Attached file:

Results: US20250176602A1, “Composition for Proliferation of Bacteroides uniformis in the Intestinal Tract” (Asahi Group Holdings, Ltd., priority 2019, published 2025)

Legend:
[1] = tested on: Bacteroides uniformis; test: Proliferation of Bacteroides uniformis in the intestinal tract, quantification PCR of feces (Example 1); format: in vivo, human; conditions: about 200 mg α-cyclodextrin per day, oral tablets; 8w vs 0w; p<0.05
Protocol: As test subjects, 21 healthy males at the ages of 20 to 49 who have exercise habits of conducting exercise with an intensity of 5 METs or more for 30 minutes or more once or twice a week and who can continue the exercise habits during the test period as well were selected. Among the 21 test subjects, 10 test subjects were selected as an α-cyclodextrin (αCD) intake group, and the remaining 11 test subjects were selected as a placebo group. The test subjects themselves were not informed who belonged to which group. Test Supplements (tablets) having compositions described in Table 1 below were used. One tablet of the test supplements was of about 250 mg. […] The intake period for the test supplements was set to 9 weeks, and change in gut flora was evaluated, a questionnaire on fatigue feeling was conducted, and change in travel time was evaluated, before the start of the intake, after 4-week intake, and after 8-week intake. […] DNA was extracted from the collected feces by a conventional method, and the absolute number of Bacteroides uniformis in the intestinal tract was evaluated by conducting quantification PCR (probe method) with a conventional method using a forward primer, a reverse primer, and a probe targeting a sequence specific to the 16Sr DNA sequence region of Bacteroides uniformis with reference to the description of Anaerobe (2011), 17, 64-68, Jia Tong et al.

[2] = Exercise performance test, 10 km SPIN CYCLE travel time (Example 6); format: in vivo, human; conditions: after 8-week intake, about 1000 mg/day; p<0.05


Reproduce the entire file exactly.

Results: US20250176602A1, “Composition for Proliferation of Bacteroides uniformis in the Intestinal Tract” (Asahi Group Holdings, Ltd., priority 2019, published 2025)

Legend:
[1] = tested on: Bacteroides uniformis; test: Proliferation of Bacteroides uniformis in the intestinal tract, quantification PCR of feces (Example 1); format: in vivo, human; conditions: about 200 mg α-cyclodextrin per day, oral tablets; 8w vs 0w; p<0.05
Protocol: As test subjects, 21 healthy males at the ages of 20 to 49 who have exercise habits of conducting exercise with an intensity of 5 METs or more for 30 minutes or more once or twice a week and who can continue the exercise habits during the test period as well were selected. Among the 21 test subjects, 10 test subjects were selected as an α-cyclodextrin (αCD) intake group, and the remaining 11 test subjects were selected as a placebo group. The test subjects themselves were not informed who belonged to which group. Test Supplements (tablets) having compositions described in Table 1 below were used. One tablet of the test supplements was of about 250 mg. […] The intake period for the test supplements was set to 9 weeks, and change in gut flora was evaluated, a questionnaire on fatigue feeling was conducted, and change in travel time was evaluated, before the start of the intake, after 4-week intake, and after 8-week intake. […] DNA was extracted from the collected feces by a conventional method, and the absolute number of Bacteroides uniformis in the intestinal tract was evaluated by conducting quantification PCR (probe method) with a conventional method using a forward primer, a reverse primer, and a probe targeting a sequence specific to the 16Sr DNA sequence region of Bacteroides uniformis with reference to the description of Anaerobe (2011), 17, 64-68, Jia Tong et al.

[2] = Exercise performance test, 10 km SPIN CYCLE travel time (Example 6); format: in vivo, human; conditions: after 8-week intake, about 1000 mg/day; p<0.05